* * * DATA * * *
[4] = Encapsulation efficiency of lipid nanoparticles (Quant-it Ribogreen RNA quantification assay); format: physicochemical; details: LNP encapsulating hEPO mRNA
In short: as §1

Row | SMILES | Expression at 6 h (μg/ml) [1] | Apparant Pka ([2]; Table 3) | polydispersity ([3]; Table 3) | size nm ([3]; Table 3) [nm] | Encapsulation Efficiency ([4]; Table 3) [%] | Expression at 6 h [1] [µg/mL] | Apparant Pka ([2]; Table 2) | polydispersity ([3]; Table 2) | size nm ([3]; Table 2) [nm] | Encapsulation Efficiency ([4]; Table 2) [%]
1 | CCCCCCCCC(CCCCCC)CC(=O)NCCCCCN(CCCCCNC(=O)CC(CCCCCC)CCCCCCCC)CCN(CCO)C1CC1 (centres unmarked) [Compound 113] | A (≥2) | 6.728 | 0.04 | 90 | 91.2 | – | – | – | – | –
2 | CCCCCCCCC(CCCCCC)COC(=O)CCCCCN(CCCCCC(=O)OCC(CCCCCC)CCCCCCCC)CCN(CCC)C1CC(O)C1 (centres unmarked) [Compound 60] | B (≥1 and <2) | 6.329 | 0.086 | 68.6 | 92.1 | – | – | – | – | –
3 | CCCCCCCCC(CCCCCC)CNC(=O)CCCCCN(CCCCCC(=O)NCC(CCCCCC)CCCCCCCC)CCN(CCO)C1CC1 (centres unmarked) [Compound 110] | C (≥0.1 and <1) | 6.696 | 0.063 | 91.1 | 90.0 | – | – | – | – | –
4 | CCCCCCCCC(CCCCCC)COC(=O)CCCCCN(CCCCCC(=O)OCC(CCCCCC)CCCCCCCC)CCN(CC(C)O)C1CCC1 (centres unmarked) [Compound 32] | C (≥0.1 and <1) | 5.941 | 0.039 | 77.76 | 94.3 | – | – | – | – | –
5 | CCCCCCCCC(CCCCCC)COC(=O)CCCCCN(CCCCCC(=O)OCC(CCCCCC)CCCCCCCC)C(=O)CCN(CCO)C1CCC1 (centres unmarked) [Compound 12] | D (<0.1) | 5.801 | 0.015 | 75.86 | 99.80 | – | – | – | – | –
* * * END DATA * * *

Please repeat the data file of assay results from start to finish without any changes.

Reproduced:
[4] = Encapsulation efficiency of lipid nanoparticles (Quant-it Ribogreen RNA quantification assay); format: physicochemical; details: LNP encapsulating hEPO mRNA
In short: as §1

Row | SMILES | Expression at 6 h (μg/ml) [1] | Apparant Pka ([2]; Table 3) | polydispersity ([3]; Table 3) | size nm ([3]; Table 3) [nm] | Encapsulation Efficiency ([4]; Table 3) [%] | Expression at 6 h [1] [µg/mL] | Apparant Pka ([2]; Table 2) | polydispersity ([3]; Table 2) | size nm ([3]; Table 2) [nm] | Encapsulation Efficiency ([4]; Table 2) [%]
1 | CCCCCCCCC(CCCCCC)CC(=O)NCCCCCN(CCCCCNC(=O)CC(CCCCCC)CCCCCCCC)CCN(CCO)C1CC1 (centres unmarked) [Compound 113] | A (≥2) | 6.728 | 0.04 | 90 | 91.2 | – | – | – | – | –
2 | CCCCCCCCC(CCCCCC)COC(=O)CCCCCN(CCCCCC(=O)OCC(CCCCCC)CCCCCCCC)CCN(CCC)C1CC(O)C1 (centres unmarked) [Compound 60] | B (≥1 and <2) | 6.329 | 0.086 | 68.6 | 92.1 | – | – | – | – | –
3 | CCCCCCCCC(CCCCCC)CNC(=O)CCCCCN(CCCCCC(=O)NCC(CCCCCC)CCCCCCCC)CCN(CCO)C1CC1 (centres unmarked) [Compound 110] | C (≥0.1 and <1) | 6.696 | 0.063 | 91.1 | 90.0 | – | – | – | – | –
4 | CCCCCCCCC(CCCCCC)COC(=O)CCCCCN(CCCCCC(=O)OCC(CCCCCC)CCCCCCCC)CCN(CC(C)O)C1CCC1 (centres unmarked) [Compound 32] | C (≥0.1 and <1) | 5.941 | 0.039 | 77.76 | 94.3 | – | – | – | – | –
5 | CCCCCCCCC(CCCCCC)COC(=O)CCCCCN(CCCCCC(=O)OCC(CCCCCC)CCCCCCCC)C(=O)CCN(CCO)C1CCC1 (centres unmarked) [Compound 12] | D (<0.1) | 5.801 | 0.015 | 75.86 | 99.80 | – | – | – | – | –